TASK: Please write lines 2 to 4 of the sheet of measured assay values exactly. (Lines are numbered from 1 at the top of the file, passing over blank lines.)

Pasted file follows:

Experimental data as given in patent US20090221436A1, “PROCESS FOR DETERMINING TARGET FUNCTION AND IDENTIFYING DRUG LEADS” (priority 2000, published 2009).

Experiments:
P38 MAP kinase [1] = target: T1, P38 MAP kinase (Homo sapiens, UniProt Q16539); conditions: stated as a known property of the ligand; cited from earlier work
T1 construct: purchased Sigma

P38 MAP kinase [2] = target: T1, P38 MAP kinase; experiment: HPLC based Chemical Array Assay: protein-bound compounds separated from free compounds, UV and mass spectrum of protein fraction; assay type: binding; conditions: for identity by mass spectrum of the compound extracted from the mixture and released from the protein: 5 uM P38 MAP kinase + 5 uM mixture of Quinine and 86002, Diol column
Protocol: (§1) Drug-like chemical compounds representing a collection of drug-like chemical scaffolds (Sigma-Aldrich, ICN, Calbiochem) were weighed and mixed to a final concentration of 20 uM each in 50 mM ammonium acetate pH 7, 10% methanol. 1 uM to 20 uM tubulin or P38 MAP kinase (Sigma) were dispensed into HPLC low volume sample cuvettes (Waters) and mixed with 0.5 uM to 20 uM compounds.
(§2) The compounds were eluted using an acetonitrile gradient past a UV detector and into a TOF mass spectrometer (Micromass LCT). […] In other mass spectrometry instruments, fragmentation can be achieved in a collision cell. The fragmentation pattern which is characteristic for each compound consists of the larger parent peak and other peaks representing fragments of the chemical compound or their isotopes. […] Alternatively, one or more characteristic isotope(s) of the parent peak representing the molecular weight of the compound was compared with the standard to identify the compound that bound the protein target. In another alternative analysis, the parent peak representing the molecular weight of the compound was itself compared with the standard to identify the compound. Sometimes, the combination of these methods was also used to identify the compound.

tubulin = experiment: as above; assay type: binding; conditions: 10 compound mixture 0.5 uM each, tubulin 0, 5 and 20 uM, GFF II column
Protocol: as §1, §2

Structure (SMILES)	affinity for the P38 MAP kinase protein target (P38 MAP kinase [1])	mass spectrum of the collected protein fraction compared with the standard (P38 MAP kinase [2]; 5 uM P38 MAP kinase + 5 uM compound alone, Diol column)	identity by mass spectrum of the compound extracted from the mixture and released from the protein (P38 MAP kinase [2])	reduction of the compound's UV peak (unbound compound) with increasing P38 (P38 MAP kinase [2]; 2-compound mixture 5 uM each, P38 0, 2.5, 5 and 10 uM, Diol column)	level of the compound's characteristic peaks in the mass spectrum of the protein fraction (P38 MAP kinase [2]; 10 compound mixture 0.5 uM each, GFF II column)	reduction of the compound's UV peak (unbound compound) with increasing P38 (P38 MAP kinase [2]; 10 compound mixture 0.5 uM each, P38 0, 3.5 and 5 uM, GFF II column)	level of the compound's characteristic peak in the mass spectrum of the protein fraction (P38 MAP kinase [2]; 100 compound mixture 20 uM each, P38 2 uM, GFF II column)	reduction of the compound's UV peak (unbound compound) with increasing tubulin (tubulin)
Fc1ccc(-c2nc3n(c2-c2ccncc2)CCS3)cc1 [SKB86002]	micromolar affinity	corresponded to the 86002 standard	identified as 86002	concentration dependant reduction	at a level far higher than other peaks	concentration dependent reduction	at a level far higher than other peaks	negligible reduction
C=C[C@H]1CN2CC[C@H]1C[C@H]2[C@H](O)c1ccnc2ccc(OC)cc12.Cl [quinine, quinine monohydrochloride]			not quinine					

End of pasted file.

Experiments:
P38 MAP kinase [1] = target: T1, P38 MAP kinase (Homo sapiens, UniProt Q16539); conditions: stated as a known property of the ligand; cited from earlier work
T1 construct: purchased Sigma